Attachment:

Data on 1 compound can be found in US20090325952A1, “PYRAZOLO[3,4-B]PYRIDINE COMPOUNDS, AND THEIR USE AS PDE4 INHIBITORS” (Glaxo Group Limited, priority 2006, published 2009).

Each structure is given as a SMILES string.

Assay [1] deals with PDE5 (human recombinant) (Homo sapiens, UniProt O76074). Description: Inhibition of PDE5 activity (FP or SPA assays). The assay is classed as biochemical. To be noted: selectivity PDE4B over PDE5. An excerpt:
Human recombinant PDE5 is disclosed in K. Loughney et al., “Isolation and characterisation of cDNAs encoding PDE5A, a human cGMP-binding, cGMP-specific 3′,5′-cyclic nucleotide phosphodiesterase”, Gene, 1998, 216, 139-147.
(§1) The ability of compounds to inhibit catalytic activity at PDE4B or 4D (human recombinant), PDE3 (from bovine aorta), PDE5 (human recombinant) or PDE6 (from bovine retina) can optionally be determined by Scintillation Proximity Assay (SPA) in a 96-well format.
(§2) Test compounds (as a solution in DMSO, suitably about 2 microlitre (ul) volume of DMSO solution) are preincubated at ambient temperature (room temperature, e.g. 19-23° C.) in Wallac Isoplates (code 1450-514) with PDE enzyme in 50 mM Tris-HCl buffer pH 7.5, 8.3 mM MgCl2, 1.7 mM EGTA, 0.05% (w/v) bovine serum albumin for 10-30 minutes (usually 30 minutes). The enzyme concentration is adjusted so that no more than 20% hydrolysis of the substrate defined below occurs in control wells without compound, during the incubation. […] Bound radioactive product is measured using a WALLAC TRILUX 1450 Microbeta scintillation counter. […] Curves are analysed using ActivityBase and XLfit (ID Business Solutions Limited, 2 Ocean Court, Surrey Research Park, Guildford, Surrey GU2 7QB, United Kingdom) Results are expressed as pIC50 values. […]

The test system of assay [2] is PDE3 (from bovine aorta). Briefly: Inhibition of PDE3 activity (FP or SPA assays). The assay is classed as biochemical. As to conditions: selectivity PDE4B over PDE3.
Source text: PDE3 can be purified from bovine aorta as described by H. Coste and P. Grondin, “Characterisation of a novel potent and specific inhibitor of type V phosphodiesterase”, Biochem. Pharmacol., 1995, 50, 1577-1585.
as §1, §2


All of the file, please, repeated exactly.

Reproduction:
Data on 1 compound can be found in US20090325952A1, “PYRAZOLO[3,4-B]PYRIDINE COMPOUNDS, AND THEIR USE AS PDE4 INHIBITORS” (Glaxo Group Limited, priority 2006, published 2009).

Each structure is given as a SMILES string.

Assay [1] deals with PDE5 (human recombinant) (Homo sapiens, UniProt O76074). Description: Inhibition of PDE5 activity (FP or SPA assays). The assay is classed as biochemical. To be noted: selectivity PDE4B over PDE5. An excerpt:
Human recombinant PDE5 is disclosed in K. Loughney et al., “Isolation and characterisation of cDNAs encoding PDE5A, a human cGMP-binding, cGMP-specific 3′,5′-cyclic nucleotide phosphodiesterase”, Gene, 1998, 216, 139-147.
(§1) The ability of compounds to inhibit catalytic activity at PDE4B or 4D (human recombinant), PDE3 (from bovine aorta), PDE5 (human recombinant) or PDE6 (from bovine retina) can optionally be determined by Scintillation Proximity Assay (SPA) in a 96-well format.
(§2) Test compounds (as a solution in DMSO, suitably about 2 microlitre (ul) volume of DMSO solution) are preincubated at ambient temperature (room temperature, e.g. 19-23° C.) in Wallac Isoplates (code 1450-514) with PDE enzyme in 50 mM Tris-HCl buffer pH 7.5, 8.3 mM MgCl2, 1.7 mM EGTA, 0.05% (w/v) bovine serum albumin for 10-30 minutes (usually 30 minutes). The enzyme concentration is adjusted so that no more than 20% hydrolysis of the substrate defined below occurs in control wells without compound, during the incubation. […] Bound radioactive product is measured using a WALLAC TRILUX 1450 Microbeta scintillation counter. […] Curves are analysed using ActivityBase and XLfit (ID Business Solutions Limited, 2 Ocean Court, Surrey Research Park, Guildford, Surrey GU2 7QB, United Kingdom) Results are expressed as pIC50 values. […]

The test system of assay [2] is PDE3 (from bovine aorta). Briefly: Inhibition of PDE3 activity (FP or SPA assays). The assay is classed as biochemical. As to conditions: selectivity PDE4B over PDE3.
Source text: PDE3 can be purified from bovine aorta as described by H. Coste and P. Grondin, “Characterisation of a novel potent and specific inhibitor of type V phosphodiesterase”, Biochem. Pharmacol., 1995, 50, 1577-1585.
as §1, §2